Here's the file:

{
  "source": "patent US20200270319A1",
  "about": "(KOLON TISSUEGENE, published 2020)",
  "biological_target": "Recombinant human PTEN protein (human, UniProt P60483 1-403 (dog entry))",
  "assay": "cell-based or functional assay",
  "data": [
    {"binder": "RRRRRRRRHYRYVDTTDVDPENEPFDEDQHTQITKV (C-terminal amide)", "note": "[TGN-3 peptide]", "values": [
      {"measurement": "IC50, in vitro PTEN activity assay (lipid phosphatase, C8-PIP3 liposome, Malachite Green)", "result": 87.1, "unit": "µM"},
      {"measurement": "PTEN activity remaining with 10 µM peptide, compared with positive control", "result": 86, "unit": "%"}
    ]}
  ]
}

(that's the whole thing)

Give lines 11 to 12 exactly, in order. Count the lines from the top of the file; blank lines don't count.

  ]
}